Poland’s conservative Law and Justice party is expected to return to power this weekend after eight years of liberal Civic Platform rule. The right’s populist economic policies and assertive foreign policy are almost certain to cause some alarm in Berlin and Brussels.
Law and Justice promises to raise public spending, protect pensions and introduce a new tax on banks. None of its signature economic policies would be particularly popular in the rest of the European Union where German-inspired fiscal consolidation and liberal economic reform are now the norm.
Strategically, too, a Law and Justice-led Poland would likely distance itself from its western neighbor.
Politico reports that the Civic Platform — which is most popular in the western areas of Poland that used to be German — has cultivated close relations with Western Europe. The conservatives, on the other hand, believe that if Poland can become the main player in Central and Eastern Europe, it will have a stronger hand in its dealings with the rest of the European Union.
The political news website cautions against reading too much into the differences between the two major parties.
Warsaw will still defend the use of coal, resist accepting migrants, be suspicious of Russia and the euro and keen to rely on the US and NATO for its security.
But if the past is any indication, the tone of Polish government could become very different.
Law and Justice’s Andrzej Duda, who surprisingly beat the Civic Platform incumbent in May’s presidential election, has already called on NATO to station permanent military bases in his country and not treat it as a “buffer zone” between Russia and the West. The liberals might agree but would not be so forthright.
Eight years of Civic Platform governments — led by Donald Tusk, then by Ewa Kopacz — have seen Poland play an increasingly important role in the EU with greatly improved relations between Warsaw and Berlin. A [Law and Justice] administration, however, would be more focused on local issues and not afraid of nationalist rhetoric that could annoy its western neighbors.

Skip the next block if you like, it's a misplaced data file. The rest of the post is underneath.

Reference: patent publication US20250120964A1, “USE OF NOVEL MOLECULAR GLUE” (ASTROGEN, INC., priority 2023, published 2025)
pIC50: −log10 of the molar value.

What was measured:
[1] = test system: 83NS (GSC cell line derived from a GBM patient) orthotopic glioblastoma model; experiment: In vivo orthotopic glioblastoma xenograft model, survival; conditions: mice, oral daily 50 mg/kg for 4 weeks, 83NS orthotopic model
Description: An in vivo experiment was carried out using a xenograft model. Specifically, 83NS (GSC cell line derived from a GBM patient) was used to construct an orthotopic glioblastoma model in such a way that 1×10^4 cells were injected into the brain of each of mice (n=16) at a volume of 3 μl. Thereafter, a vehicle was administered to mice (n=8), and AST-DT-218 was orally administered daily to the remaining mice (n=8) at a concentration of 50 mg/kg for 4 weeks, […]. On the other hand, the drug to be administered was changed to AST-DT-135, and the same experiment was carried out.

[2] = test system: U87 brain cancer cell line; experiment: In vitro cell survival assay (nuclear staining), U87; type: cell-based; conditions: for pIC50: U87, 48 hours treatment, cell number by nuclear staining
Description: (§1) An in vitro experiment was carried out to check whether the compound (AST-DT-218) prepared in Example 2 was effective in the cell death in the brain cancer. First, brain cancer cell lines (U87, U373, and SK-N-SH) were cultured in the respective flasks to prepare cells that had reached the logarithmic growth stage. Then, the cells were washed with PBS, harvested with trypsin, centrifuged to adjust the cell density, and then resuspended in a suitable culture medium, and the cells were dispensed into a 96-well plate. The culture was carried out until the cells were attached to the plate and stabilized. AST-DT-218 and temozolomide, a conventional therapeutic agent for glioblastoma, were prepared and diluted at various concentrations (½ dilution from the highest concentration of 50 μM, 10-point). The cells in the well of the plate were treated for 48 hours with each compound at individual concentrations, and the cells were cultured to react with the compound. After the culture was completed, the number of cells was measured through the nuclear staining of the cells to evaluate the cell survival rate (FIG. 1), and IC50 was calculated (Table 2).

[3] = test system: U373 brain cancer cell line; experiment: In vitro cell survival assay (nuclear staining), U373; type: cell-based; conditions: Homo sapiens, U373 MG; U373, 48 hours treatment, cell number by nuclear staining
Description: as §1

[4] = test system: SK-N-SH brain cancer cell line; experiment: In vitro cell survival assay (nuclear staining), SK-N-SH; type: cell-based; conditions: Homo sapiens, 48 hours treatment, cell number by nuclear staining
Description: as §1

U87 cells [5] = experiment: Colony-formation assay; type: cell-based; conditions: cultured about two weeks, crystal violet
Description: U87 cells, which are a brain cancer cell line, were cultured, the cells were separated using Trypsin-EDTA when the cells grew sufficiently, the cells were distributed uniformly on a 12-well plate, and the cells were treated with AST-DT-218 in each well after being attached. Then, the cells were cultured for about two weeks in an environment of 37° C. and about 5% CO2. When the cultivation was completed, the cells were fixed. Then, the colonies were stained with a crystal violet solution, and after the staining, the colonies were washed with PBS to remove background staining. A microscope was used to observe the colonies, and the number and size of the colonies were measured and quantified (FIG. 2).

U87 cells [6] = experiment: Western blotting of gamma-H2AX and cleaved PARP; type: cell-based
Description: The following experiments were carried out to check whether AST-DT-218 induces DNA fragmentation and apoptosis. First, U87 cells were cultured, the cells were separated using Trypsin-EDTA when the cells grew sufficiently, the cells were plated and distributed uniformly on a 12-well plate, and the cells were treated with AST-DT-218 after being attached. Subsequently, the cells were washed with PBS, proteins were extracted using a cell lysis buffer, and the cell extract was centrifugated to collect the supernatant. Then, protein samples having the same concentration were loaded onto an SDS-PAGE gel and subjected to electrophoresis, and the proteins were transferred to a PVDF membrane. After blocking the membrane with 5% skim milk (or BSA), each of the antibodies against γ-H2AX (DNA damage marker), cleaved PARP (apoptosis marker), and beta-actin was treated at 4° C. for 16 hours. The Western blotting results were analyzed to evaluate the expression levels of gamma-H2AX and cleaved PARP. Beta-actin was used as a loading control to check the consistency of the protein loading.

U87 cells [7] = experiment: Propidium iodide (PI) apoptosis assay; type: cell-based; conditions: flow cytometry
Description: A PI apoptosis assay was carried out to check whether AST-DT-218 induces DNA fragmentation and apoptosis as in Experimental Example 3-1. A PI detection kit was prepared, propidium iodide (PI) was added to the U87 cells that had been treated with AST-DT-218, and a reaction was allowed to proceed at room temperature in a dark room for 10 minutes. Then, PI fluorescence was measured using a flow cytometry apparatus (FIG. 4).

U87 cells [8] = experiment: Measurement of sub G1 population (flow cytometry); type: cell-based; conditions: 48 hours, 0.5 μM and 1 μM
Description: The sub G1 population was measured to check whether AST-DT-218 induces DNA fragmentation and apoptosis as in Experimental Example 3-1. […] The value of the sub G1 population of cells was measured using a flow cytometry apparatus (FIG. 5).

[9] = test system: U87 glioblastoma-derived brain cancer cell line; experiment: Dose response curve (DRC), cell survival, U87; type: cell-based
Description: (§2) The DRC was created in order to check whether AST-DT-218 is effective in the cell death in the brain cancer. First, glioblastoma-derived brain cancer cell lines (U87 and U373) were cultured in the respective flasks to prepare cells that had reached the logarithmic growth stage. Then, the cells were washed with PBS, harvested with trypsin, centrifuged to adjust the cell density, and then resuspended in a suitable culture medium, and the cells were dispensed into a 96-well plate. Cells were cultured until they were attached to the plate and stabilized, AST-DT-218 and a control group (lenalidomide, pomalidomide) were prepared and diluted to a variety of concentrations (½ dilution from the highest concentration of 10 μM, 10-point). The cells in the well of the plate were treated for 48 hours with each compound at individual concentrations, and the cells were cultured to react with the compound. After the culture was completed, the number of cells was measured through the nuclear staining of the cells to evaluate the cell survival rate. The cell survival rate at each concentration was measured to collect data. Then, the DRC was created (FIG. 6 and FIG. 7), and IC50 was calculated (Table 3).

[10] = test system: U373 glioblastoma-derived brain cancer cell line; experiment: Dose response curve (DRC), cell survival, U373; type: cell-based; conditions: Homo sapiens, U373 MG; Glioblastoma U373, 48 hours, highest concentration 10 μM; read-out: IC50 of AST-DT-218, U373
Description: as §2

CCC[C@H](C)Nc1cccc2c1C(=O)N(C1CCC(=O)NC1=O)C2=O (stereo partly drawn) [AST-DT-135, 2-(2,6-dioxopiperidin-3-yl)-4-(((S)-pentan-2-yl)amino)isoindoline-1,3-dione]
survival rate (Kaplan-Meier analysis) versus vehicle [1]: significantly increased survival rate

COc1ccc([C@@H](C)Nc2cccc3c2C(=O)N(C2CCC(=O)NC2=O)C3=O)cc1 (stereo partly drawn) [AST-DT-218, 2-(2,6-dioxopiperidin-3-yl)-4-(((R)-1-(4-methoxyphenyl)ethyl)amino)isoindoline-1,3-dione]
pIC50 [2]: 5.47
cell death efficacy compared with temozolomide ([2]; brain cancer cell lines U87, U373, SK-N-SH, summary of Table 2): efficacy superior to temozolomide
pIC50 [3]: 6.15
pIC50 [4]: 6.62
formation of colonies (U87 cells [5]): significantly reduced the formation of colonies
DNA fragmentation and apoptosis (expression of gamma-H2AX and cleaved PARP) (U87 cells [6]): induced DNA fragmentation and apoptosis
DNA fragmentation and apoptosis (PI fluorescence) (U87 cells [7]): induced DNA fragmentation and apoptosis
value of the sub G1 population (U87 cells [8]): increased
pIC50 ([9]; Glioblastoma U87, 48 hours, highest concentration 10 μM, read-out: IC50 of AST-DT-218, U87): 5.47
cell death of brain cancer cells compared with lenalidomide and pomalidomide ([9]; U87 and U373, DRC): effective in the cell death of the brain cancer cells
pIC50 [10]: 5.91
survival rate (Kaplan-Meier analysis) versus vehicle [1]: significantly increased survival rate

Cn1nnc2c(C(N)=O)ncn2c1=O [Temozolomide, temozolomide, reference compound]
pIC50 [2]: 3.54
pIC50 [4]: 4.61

The party is led by former prime minister Jarosław Kaczyński, the twin brother of its founder and Poland’s former president, Lech Kaczyński. The last Law and Justice government they led, from 2005 to 2007, was tumultuous, however, and many Poles remember that their occasionally confrontational anti-German policy accomplished very little.
Jarosław wisely nominated Beata Szydło, a previously junior lawmaker, as the party’s prime ministerial candidate. Had he stood himself, Law and Justice would likely have maintained its strong support in the Catholic and former Russian-dominated east of Poland but made few inroads into the Civic Platform’s western bastions.
How effective Szydło will be able to govern depends on how big Law and Justice wins. Polls suggest that she will fall short of an overall majority and forced into a coalition with either the agrarian Polish People’s Party or populists on the right.
The former currently supports the Civic Platform government but is ideologically closer to Law and Justice. Not all the polls have the People’s Party clearing the 5 percent election threshold, though.
On the far right, Janusz Korwin-Mikke’s Euroskeptics are also hovering around 5 percent support in the polls.
Another new party, Kukiz’15, is almost certain to enter parliament. But it is led by a punk musician who appears to have little platform beyond raiding against the establishment.